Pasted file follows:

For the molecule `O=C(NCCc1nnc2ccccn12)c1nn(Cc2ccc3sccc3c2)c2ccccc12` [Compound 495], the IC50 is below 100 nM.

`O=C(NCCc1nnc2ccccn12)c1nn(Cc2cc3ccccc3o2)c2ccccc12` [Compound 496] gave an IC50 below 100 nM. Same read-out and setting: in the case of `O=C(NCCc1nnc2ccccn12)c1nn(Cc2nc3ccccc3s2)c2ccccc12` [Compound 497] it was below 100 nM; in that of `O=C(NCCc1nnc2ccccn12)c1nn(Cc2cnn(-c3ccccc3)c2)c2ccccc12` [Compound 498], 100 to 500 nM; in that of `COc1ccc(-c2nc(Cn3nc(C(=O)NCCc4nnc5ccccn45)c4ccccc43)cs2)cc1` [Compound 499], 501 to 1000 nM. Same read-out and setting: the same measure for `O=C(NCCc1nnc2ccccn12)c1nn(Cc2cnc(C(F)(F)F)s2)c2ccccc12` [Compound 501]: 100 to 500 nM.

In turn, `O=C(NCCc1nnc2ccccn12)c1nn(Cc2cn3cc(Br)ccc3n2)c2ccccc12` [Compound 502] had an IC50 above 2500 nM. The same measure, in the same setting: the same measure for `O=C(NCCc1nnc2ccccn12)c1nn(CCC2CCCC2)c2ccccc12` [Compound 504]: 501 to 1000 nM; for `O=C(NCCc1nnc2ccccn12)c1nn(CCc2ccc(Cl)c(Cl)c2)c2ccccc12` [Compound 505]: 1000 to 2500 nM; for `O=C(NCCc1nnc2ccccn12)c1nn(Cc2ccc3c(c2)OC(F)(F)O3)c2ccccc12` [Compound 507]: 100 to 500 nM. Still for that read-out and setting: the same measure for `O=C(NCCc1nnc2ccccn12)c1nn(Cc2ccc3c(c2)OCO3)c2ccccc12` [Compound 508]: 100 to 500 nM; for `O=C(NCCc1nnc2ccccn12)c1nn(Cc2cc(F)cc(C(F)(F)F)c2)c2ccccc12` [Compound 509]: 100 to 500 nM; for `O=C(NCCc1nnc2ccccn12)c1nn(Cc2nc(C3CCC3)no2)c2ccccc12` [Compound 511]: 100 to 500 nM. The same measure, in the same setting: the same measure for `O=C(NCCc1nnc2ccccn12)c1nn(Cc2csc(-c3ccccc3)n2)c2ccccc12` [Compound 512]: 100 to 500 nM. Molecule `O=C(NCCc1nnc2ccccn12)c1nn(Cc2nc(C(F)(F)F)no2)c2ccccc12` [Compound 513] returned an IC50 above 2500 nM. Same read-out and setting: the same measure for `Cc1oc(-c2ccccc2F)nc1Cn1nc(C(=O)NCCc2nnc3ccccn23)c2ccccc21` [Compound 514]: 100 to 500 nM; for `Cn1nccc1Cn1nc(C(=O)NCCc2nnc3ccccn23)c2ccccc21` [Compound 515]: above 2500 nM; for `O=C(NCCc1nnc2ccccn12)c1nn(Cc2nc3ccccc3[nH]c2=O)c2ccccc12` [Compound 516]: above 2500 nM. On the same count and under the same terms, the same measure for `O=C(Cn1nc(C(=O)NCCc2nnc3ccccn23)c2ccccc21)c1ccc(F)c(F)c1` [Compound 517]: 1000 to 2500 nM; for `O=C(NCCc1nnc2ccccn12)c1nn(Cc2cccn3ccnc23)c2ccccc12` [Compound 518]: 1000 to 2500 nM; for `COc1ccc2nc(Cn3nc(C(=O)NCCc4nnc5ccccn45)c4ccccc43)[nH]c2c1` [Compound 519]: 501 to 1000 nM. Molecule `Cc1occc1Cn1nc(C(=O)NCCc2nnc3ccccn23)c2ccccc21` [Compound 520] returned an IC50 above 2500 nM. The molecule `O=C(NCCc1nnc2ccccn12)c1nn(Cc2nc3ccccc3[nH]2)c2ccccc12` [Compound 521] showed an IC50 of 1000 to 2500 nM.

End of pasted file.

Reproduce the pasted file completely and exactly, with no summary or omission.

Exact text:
For the molecule `O=C(NCCc1nnc2ccccn12)c1nn(Cc2ccc3sccc3c2)c2ccccc12` [Compound 495], the IC50 is below 100 nM.

`O=C(NCCc1nnc2ccccn12)c1nn(Cc2cc3ccccc3o2)c2ccccc12` [Compound 496] gave an IC50 below 100 nM. Same read-out and setting: in the case of `O=C(NCCc1nnc2ccccn12)c1nn(Cc2nc3ccccc3s2)c2ccccc12` [Compound 497] it was below 100 nM; in that of `O=C(NCCc1nnc2ccccn12)c1nn(Cc2cnn(-c3ccccc3)c2)c2ccccc12` [Compound 498], 100 to 500 nM; in that of `COc1ccc(-c2nc(Cn3nc(C(=O)NCCc4nnc5ccccn45)c4ccccc43)cs2)cc1` [Compound 499], 501 to 1000 nM. Same read-out and setting: the same measure for `O=C(NCCc1nnc2ccccn12)c1nn(Cc2cnc(C(F)(F)F)s2)c2ccccc12` [Compound 501]: 100 to 500 nM.

In turn, `O=C(NCCc1nnc2ccccn12)c1nn(Cc2cn3cc(Br)ccc3n2)c2ccccc12` [Compound 502] had an IC50 above 2500 nM. The same measure, in the same setting: the same measure for `O=C(NCCc1nnc2ccccn12)c1nn(CCC2CCCC2)c2ccccc12` [Compound 504]: 501 to 1000 nM; for `O=C(NCCc1nnc2ccccn12)c1nn(CCc2ccc(Cl)c(Cl)c2)c2ccccc12` [Compound 505]: 1000 to 2500 nM; for `O=C(NCCc1nnc2ccccn12)c1nn(Cc2ccc3c(c2)OC(F)(F)O3)c2ccccc12` [Compound 507]: 100 to 500 nM. Still for that read-out and setting: the same measure for `O=C(NCCc1nnc2ccccn12)c1nn(Cc2ccc3c(c2)OCO3)c2ccccc12` [Compound 508]: 100 to 500 nM; for `O=C(NCCc1nnc2ccccn12)c1nn(Cc2cc(F)cc(C(F)(F)F)c2)c2ccccc12` [Compound 509]: 100 to 500 nM; for `O=C(NCCc1nnc2ccccn12)c1nn(Cc2nc(C3CCC3)no2)c2ccccc12` [Compound 511]: 100 to 500 nM. The same measure, in the same setting: the same measure for `O=C(NCCc1nnc2ccccn12)c1nn(Cc2csc(-c3ccccc3)n2)c2ccccc12` [Compound 512]: 100 to 500 nM. Molecule `O=C(NCCc1nnc2ccccn12)c1nn(Cc2nc(C(F)(F)F)no2)c2ccccc12` [Compound 513] returned an IC50 above 2500 nM. Same read-out and setting: the same measure for `Cc1oc(-c2ccccc2F)nc1Cn1nc(C(=O)NCCc2nnc3ccccn23)c2ccccc21` [Compound 514]: 100 to 500 nM; for `Cn1nccc1Cn1nc(C(=O)NCCc2nnc3ccccn23)c2ccccc21` [Compound 515]: above 2500 nM; for `O=C(NCCc1nnc2ccccn12)c1nn(Cc2nc3ccccc3[nH]c2=O)c2ccccc12` [Compound 516]: above 2500 nM. On the same count and under the same terms, the same measure for `O=C(Cn1nc(C(=O)NCCc2nnc3ccccn23)c2ccccc21)c1ccc(F)c(F)c1` [Compound 517]: 1000 to 2500 nM; for `O=C(NCCc1nnc2ccccn12)c1nn(Cc2cccn3ccnc23)c2ccccc12` [Compound 518]: 1000 to 2500 nM; for `COc1ccc2nc(Cn3nc(C(=O)NCCc4nnc5ccccn45)c4ccccc43)[nH]c2c1` [Compound 519]: 501 to 1000 nM. Molecule `Cc1occc1Cn1nc(C(=O)NCCc2nnc3ccccn23)c2ccccc21` [Compound 520] returned an IC50 above 2500 nM. The molecule `O=C(NCCc1nnc2ccccn12)c1nn(Cc2nc3ccccc3[nH]2)c2ccccc12` [Compound 521] showed an IC50 of 1000 to 2500 nM.